Wednesday, May 26, 2010

My Pond in Spring!

Remember our pond from those icy days of winter? 
I took several photos all frozen and glistening! Use my new search box at the top if you want to compare winter to spring!

 For those of you who haven't seen our pond yet, Dick and I dug it and built it ourselves. The huge Lava rock was drilled at Silverthorn's Landscaping, near Aylmer and was boomed into the hole.

The hole is about five feet deep and full of rocks. We heat it in the winter and the sound of the bubbling water was worth every back breaking, sweating, miserable minute it took to build!

It serves as a bird bath and deer watering hole. Every morning when I come out to go to work, the edge is soaked from animals dripping.

This was a gift from our marvelous neighbors, the plant fairies...

Our other sweet friends gave us a half dozen snails. (See up in the top right hand corner? ) These puppies are about two inches across. I think this is the only one that survived.

If you're thinking about building a water feature, take it from me: Do it!

All of these photos were again shot and loaded directly from my Nikon P90 and then posted without alteration of any kind.

Tuesday, May 25, 2010

Beauty or Pa-Tootie?

First of all! I've added a Search box at the top of the page!
I've got way too many topics to find easily and so I hope you all approve!

I want to be a beauty!

 I look in the mirror and wish upon a star, a candle's flame, a lucky head of clover and wish:

 I WANT to be a beauty.

 Not someone that you could pass by on the street and not turn your head as you walk by....

 Not something that you will forget the instant a new sparkly thing catches your eye.

 I want to be that special something that lingers in your mind's eye and later that day, that night, maybe that next week...
You will pull the memory of me back out of the layers of your subconscious and revisit the unique experience of meeting me... 

Talking with me....

Someone that once met, you will never, ever, EVER forget.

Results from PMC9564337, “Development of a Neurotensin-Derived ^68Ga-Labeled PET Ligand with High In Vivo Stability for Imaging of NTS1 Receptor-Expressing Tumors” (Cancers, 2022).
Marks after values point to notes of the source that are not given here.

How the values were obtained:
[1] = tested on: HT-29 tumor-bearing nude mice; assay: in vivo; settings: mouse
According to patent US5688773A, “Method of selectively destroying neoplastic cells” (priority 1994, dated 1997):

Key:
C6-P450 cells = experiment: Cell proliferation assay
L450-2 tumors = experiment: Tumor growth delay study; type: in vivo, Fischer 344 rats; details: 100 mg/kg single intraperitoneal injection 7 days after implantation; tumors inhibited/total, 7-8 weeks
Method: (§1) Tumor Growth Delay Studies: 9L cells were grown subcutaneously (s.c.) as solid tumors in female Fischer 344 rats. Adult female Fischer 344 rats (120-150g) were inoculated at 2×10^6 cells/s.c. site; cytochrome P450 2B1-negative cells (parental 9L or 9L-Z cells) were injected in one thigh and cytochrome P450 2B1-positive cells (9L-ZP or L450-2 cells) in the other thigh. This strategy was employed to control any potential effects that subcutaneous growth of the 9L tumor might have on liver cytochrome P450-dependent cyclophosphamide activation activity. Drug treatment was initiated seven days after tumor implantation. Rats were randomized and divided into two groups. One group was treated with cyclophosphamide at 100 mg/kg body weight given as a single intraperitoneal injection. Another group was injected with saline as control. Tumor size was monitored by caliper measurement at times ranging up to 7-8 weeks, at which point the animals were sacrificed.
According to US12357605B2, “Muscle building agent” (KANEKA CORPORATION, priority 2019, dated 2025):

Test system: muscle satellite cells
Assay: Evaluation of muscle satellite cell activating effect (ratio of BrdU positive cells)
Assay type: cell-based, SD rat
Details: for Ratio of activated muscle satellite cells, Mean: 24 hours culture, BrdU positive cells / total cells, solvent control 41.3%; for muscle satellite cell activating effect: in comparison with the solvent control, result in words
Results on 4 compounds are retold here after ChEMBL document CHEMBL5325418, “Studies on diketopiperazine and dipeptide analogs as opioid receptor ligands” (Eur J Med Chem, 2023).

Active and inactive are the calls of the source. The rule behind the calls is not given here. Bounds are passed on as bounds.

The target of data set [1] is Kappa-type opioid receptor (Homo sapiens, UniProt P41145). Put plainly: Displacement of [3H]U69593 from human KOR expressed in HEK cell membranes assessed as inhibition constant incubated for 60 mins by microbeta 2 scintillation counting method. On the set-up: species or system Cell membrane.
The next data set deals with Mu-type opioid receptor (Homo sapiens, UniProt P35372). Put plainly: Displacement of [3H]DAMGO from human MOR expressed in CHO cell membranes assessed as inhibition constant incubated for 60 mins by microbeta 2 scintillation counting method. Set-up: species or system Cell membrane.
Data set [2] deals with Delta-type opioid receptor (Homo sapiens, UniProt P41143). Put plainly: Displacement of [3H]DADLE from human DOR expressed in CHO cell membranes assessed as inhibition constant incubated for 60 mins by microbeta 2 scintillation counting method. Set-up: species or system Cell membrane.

Someone who makes you smile even twenty years after meeting me and you'll say:

"I remember her!"

 I want to be a beauty.....

All of these photos were again shot and loaded directly from my Nikon P90 and then posted without alteration of any kind.

Monday, May 24, 2010

A Foggy Barn

It's been a few days since I posted a barn and yesterday was maybe not the best day to be out shooting pictures, but oh well! 

There I was...

 Because the lake is still cold and the air was so warm, yesterday was foggy almost all day.

This field also contributed to the mist because the dirt is still really cold too...

 Makes the picture sort of spooky, don't you think?

Happy May 24th: Victoria Day!

All of these photos were again shot and loaded directly from my Nikon P90 and then posted without alteration of any kind.

Sunday, May 23, 2010


As a child, I would climb the lilac that had grown wild beside my parents garage. We lived on a farm as you know and my mother was an amazing gardener. We had more flowers and plants than anyone else I knew for many years! (Flower gardens not being high on the priority list for rural Canada when I was young.)

I would climb the old shrub and feel on top of the world! It grew way higher than the roof and I recall it was very big.

 Of course being small myself at the time, it seemed I was climbing to the land of Jack's giants and even to this day I can remember how smart and strong I felt while scaling those limbs.

 I would scooch over onto the asphalt shingle roof of the garage and sit out there for hours watching traffic going up and down the dirt road.  I was positive I was invisible, but of course I know now that I was not. 

How funny the thoughts of a child?

I was a lucky girl! My folks never said Boo about me climbing that tree. It was my secret garden and they were smart enough to let me have it!

 Did you have a secret spot too?

All of these photos were again shot and loaded directly from my Nikon P90 and then posted without alteration of any kind.

Saturday, May 22, 2010

May Two Four Weekend

This is our long May weekend fondly nick-named the May 2- 4 after a case of Canadian beer, which you can buy in a box of two dozen bottles.

Picture all us frozen Canadians released from our parkas and artifically heated homes and with the doors thrown wide, Barbeque - ing and patio-ing and yes, party - ing. (With our cases of beers!)

Really, it is the anniversary of Queen Victoria's Birthday.

Also this is the time of year when we finally might be able to think we'll not have another frost until September! And so out we all truck to buy bedding plants!

 Dick and I stopped at a landmark in our area, the mother of all greenhouses, Canadale Nurseries in St Thomas, Ontario.

This shelf of yellow greeted us. Really, even with the gloomy day we had today, who could feel sad with these in front of you?

Going to the nursery is such a family thing! I was glad to see a lot of little ones with mom and dad.